Why can't I look at it as enjoyment of entertainment? Maybe because I don't enjoy it anymore. Every comic I read is research. I've dissected the medium to the point where I see all the behind the scenes movements, and so I never let myself be absorbed by the story.

That just sucks. I've loved comics to the point where it became my identity, then I assumed it needed to be my career, because what else would I do? After crafting a graphic novel I know fully what goes into creating every single comic page. Something someone will pass over in a minute or less.

But hopefully the sum of the parts will be more long lasting. I can really only believe that the total story will move someone, inspire someone, at the very least entertain someone. I don't know though, is that enough? Is that what I want? To spend so much time creating something that people will consume like a snack?

I want to make a bigger impression upon the world. To write something of substance that makes a difference. I know that through story and characters you can make a bigger impact rather than straightforwared dry instructional text. But when it comes to making a living, getting paid for your work, you need to think of the market, the audience's money, and giving them what they want.

The fine line between honest artistic expression and formulaic fluff entertainment, that's what I have a problem with. I just can barely afford to feed myself, let alone spend money on something that I'll read once, so any story put out there needs to be epic. Though new stories need to be created all the time to feed the pop culture machine as it reaps the dreams of people, nuturing the dreams of others.

Maybe I'm overthinking it. Okay, I'm definitely overthinking it. But I'm a writer and can not help it. I'm spending so much time crafting ideas into words and putting them down, let alone convincing artists to illustrate those ideas to get them out there. I need to question motives and reasons.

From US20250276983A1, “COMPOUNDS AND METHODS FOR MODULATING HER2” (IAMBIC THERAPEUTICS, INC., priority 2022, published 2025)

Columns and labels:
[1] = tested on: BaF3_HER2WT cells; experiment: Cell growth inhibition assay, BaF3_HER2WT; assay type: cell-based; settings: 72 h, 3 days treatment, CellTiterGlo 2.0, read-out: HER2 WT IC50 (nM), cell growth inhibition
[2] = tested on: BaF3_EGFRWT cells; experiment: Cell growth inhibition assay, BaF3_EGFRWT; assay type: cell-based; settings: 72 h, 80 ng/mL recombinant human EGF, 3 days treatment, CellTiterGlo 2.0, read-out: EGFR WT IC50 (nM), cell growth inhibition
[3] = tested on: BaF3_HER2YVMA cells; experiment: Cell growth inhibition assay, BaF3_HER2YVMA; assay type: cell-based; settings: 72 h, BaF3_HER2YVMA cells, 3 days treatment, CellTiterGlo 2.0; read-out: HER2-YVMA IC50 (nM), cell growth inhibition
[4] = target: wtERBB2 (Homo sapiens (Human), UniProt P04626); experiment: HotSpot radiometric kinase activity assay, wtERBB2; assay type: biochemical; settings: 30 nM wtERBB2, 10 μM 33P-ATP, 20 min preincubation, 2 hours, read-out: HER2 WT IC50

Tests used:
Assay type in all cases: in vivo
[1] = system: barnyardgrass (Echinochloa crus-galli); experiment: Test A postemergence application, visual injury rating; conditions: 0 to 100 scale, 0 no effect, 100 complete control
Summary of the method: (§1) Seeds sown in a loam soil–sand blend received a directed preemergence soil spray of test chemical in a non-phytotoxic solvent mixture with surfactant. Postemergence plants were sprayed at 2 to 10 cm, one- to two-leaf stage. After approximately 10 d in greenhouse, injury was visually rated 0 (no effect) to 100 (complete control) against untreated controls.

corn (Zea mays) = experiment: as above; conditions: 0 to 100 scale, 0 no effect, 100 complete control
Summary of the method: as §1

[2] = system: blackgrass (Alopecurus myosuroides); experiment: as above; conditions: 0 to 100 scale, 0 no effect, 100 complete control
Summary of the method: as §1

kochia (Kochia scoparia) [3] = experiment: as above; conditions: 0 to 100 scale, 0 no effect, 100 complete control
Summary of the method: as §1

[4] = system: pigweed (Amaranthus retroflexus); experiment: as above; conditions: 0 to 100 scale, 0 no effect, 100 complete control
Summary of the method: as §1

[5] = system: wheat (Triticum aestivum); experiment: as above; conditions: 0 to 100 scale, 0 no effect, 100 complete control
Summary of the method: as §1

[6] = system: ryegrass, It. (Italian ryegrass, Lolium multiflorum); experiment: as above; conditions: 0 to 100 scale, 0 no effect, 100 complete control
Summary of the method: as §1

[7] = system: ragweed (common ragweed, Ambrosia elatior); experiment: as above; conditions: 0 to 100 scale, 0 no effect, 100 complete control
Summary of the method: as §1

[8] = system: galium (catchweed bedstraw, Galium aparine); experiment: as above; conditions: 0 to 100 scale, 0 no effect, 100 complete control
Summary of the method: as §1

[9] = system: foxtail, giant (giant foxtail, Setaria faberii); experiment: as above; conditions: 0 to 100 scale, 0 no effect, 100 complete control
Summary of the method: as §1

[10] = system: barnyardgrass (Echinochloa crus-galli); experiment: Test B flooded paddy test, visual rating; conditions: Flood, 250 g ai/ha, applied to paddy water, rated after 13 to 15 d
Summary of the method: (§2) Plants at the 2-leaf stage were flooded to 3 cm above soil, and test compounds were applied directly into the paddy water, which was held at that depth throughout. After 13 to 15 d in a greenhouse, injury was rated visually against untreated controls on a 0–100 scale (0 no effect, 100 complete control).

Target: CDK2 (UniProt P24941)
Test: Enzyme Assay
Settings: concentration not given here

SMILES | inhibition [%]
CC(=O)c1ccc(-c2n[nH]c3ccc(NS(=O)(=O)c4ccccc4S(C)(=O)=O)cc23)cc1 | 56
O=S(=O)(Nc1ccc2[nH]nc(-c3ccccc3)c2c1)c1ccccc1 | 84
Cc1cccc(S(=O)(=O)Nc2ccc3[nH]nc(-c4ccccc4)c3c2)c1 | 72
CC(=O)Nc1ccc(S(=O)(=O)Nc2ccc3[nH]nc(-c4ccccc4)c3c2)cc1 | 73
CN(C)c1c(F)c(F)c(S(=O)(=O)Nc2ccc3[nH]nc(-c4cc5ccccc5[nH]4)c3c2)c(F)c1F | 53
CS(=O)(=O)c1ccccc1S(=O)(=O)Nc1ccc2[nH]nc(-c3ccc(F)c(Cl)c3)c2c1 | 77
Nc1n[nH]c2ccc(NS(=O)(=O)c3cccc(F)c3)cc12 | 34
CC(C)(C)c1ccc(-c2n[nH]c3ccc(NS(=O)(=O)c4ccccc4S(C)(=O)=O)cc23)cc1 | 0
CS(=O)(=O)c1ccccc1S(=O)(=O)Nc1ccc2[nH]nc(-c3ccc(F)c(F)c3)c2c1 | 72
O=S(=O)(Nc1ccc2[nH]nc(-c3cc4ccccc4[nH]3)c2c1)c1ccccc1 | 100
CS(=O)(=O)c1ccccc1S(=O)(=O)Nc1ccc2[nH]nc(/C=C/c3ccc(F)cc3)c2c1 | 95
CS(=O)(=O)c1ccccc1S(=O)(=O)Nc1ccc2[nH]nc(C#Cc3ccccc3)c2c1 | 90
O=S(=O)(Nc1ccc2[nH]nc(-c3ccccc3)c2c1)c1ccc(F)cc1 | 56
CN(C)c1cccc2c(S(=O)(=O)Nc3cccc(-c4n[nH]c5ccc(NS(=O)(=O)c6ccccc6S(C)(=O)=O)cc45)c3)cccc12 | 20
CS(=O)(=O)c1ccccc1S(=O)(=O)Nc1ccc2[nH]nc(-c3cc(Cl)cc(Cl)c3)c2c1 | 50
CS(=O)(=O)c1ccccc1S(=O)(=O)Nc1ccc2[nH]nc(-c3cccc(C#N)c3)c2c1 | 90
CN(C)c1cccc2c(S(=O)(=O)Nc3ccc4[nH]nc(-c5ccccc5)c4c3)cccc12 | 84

Then comes the idea of validation. Would readers, building an audience, give me something I'm missing? I know you're supposed to just focus on creating and not worry about how it'll be received, but would knowing that people read this make me feel any different?

It actually does. I have heard some mentioning that people have read my blog and it kind of makes me feel like I'm not wasting my time. What's the correlation between needing to express myself and needing it to be read? Where does that leave me? Either as a repressed overthinker or an emotional exhibitionist.

I don't know. I guess I just want my ego to be stroked because my self-esteem as a creator is drastically low. Well, I should explain. I love my work. I think my writing is genius and among the best work I've read. The fact that people rarely proclaim anything about my writing to me makes me doubt that.

But I try and bleed honesty on these pages, tapping out truths with every keystroke. I strive to understand something so fundamental it can only be summed up as "Why?". Why create? Why write? Why put something else out there when so many people are trying so hard to as well? What do I have to offer that's unique?

Do I have anything to offer that's unique?

I guess that's every artist's question at some point. For awhile you do what you do without thinking too much about it, then at some point you want a career and then wonder, how can I get paid for this, should I be paid for this?

I would like to be paid for writing stories.

K

Comic Con: The Purchases

The stuff from Left to Right: